1. Modesty, the flower of manners, the honour of our bodies, the grace of the sexes, the integrity of the blood, the guarantee of our race, the basis of sanctity, the pre-indication of every good disposition; rare though it is, and not easily perfected, and scarce ever retained in perpetuity, will yet up to a certain point linger in the world, if nature shall have laid the preliminary groundwork of it, discipline persuaded to it, censorial rigour curbed its excesses - on the hypothesis, that is, that every mental good quality is the result either of birth, or else of training, or else of external compulsion. But as the conquering power of things evil is on the increase - which is the characteristic of the last times - things good are now not allowed either to be born, so corrupted are the seminal principles; or to be trained, so deserted are studies; nor to be enforced, so disarmed are the laws. In fact, (the modesty) of which we are now beginning (to treat) is by this time grown so obsolete, that it is not the abjuration but the moderation of the appetites which modesty is believed to be; and he is held to be chaste enough who has not been too chaste. But let the world's modesty see to itself, together with the world itself: together with its inherent nature, if it was wont to originate in birth; its study, if in training; its servitude, if in compulsion: except that it had been even more unhappy if it had remained only to prove fruitless, in that it had not been in God's household that its activities had been exercised. I should prefer no good to a vain good: what profits it that that should exist whose existence profits not? It is our own good things whose position is now sinking; it is the system of Christian modesty which is being shaken to its foundation - (Christian modesty), which derives its all from heaven; its nature, through the laver of regeneration; its discipline, through the instrumentality of preaching; its censorial rigour, through the judgments which each Testament exhibits; and is subject to a more constant external compulsion, arising from the apprehension or the desire of the eternal fire or kingdom. In opposition to this (modesty), could I not have acted the dissembler? I hear that there has even been an edict set forth, and a peremptory one too. The Pontifex Maximus - that is, the bishop of bishops - issues an edict: I remit, to such as have discharged (the requirements of) repentance, the sins both of adultery and of fornication. O edict, on which cannot be inscribed, Good deed! And where shall this liberality be posted up? On the very spot, I suppose, on the very gates of the sensual appetites, beneath the very titles of the sensual appetites. There is the place for promulgating such repentance, where the delinquency itself shall haunt. There is the place to read the pardon, where entrance shall be made under the hope thereof. But it is in the church that this (edict) is read, and in the church that it is pronounced; and (the church) is a virgin! Far, far from Christ's betrothed be such a proclamation! She, the true, the modest, the saintly, shall be free from stain even of her ears. She has none to whom to make such a promise; and if she have had, she does not make it; since even the earthly temple of God can sooner have been called by the Lord a den of robbers, than of adulterers and fornicators. This too, therefore, shall be a count in my indictment against the Psychics; against the fellowship of sentiment also which I myself formerly maintained with them; in order that they may the more cast this in my teeth for a mark of fickleness. Repudiation of fellowship is never a pre-indication of sin. As if it were not easier to err with the majority, when it is in the company of the few that truth is loved! But, however, a profitable fickleness shall no more be a disgrace to me, than I should wish a hurtful one to be an ornament. I blush not at an error which I have ceased to hold, because I am delighted at having ceased to hold it, because I recognise myself to be better and more modest. No one blushes at his own improvement. Even in Christ, knowledge had its stages of growth; through which stages the apostle, too, passed. When I was a child, he says, as a child I spoke, as a child I understood; but when I became a man, those (things) which had been the child's I abandoned: so truly did he turn away from his early opinions: nor did he sin by becoming an emulator not of ancestral but of Christian traditions, wishing even the precision of them who advised the retention of circumcision. And would that the same fate might befall those, too, who obtruncate the pure and true integrity of the flesh; amputating not the extremest superficies, but the inmost image of modesty itself, while they promise pardon to adulterers and fornicators, in the teeth of the primary discipline of the Christian Name; a discipline to which heathendom itself bears such emphatic witness, that it strives to punish that discipline in the persons of our females rather by defilements of the flesh than tortures; wishing to wrest from them that which they hold dearer than life! But now this glory is being extinguished, and that by means of those who ought with all the more constancy to refuse concession of any pardon to defilements of this kind, that they make the fear of succumbing to adultery and fornication their reason for marrying as often as they please - since better it is to marry than to burn. No doubt it is for continence sake that incontinence is necessary - the burning will be extinguished by fires! Why, then, do they withal grant indulgence, under the name of repentance, to crimes for which they furnish remedies by their law of multinuptialism? For remedies will be idle while crimes are indulged, and crimes will remain if remedies are idle. And so, either way, they trifle with solicitude and negligence; by taking emptiest precaution against (crimes) to which they grant quarter, and granting absurdest quarter to (crimes) against which they take precaution: whereas either precaution is not to be taken where quarter is given, or quarter not given where precaution is taken; for they take precaution, as if they were unwilling that something should be committed; but grant indulgence, as if they were willing it should be committed: whereas, if they be unwilling it should be committed, they ought not to grant indulgence; if they be willing to grant indulgence, they ought not to take precaution. For, again, adultery and fornication will not be ranked at the same time among the moderate and among the greatest sins, so that each course may be equally open with regard to them - the solicitude which takes precaution, and the security which grants indulgence. But since they are such as to hold the culminating place among crimes, there is no room at once for their indulgence as if they were moderate, and for their precaution as if they were greatest. But by us precaution is thus also taken against the greatest, or, (if you will), highest (crimes, viz.,) in that it is not permitted, after believing, to know even a second marriage, differentiated though it be, to be sure, from the work of adultery and fornication by the nuptial and dotal tablets: and accordingly, with the utmost strictness, we excommunicate digamists, as bringing infamy upon the Paraclete by the irregularity of their discipline. The self-same liminal limit we fix for adulterers also and fornicators; dooming them to pour forth tears barren of peace, and to regain from the Church no ampler return than the publication of their disgrace.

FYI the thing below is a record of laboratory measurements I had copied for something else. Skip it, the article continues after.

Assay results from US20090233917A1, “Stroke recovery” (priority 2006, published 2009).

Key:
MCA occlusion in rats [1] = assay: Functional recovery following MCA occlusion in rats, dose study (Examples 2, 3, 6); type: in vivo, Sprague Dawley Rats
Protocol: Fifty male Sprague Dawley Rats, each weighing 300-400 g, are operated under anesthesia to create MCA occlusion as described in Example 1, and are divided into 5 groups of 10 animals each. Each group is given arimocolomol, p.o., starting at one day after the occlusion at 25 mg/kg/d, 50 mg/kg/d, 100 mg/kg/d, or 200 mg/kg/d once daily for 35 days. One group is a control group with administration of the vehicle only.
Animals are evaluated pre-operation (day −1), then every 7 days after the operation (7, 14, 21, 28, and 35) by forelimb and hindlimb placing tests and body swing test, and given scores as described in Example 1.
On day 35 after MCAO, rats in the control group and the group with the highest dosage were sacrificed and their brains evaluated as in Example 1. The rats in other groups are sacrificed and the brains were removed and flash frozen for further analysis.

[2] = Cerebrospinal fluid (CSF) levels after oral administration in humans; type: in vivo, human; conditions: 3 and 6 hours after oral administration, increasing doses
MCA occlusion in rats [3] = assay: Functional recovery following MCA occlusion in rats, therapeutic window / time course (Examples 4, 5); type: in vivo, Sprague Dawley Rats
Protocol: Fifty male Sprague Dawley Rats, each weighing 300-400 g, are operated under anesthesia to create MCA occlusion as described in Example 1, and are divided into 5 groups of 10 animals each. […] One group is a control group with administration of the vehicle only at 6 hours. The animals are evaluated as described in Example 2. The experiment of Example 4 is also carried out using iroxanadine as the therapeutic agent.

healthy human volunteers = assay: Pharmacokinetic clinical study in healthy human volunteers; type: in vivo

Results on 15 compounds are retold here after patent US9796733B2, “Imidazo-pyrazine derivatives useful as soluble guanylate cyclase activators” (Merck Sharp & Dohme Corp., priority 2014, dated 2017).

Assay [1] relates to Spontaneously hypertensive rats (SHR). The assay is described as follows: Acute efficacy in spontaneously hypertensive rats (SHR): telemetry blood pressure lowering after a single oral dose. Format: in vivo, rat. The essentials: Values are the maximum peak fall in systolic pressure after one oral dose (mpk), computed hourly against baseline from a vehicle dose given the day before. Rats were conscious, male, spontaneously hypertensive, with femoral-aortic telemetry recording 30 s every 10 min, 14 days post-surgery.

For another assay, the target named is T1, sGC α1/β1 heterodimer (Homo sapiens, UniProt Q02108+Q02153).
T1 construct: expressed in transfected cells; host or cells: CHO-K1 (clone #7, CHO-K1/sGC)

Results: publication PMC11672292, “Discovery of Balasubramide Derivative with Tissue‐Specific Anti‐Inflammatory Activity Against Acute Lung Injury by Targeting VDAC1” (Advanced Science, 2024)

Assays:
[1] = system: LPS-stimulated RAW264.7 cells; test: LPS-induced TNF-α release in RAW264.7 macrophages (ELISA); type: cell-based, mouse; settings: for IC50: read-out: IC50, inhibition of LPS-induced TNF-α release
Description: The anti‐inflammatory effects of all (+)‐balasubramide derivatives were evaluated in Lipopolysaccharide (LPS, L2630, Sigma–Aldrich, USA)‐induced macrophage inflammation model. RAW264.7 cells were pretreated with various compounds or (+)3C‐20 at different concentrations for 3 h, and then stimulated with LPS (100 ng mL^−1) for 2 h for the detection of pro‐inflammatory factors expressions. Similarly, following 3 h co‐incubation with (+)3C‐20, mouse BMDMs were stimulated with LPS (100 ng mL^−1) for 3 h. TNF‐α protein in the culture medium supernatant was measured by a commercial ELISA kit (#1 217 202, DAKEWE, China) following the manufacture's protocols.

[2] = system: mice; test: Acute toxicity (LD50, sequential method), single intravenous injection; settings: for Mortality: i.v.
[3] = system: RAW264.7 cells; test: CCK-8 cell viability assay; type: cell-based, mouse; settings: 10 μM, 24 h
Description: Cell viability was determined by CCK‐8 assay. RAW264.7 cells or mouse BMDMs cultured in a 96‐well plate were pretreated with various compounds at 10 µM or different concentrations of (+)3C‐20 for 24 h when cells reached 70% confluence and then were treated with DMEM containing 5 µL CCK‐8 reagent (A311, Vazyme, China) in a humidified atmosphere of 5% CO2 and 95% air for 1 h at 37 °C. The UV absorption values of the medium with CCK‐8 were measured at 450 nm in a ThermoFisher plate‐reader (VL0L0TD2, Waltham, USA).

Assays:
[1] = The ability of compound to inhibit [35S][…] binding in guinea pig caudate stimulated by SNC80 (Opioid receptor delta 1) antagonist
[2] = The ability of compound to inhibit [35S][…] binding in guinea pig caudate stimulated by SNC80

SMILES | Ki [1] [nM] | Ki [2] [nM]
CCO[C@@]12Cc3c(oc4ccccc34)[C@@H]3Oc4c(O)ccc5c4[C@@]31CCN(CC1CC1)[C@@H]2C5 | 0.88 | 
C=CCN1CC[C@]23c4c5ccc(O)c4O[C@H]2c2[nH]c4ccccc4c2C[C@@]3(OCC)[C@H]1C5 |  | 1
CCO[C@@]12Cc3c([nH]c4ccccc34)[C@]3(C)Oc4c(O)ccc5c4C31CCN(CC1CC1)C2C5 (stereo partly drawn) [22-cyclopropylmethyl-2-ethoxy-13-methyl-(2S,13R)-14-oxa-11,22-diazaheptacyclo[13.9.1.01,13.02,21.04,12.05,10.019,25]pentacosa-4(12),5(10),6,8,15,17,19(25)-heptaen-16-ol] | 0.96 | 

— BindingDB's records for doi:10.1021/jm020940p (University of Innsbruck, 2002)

11. Tertullian, On The Resurrection of The Flesh, 11.2, 63.9 (2nd cent. CE - 3rd cent. CE)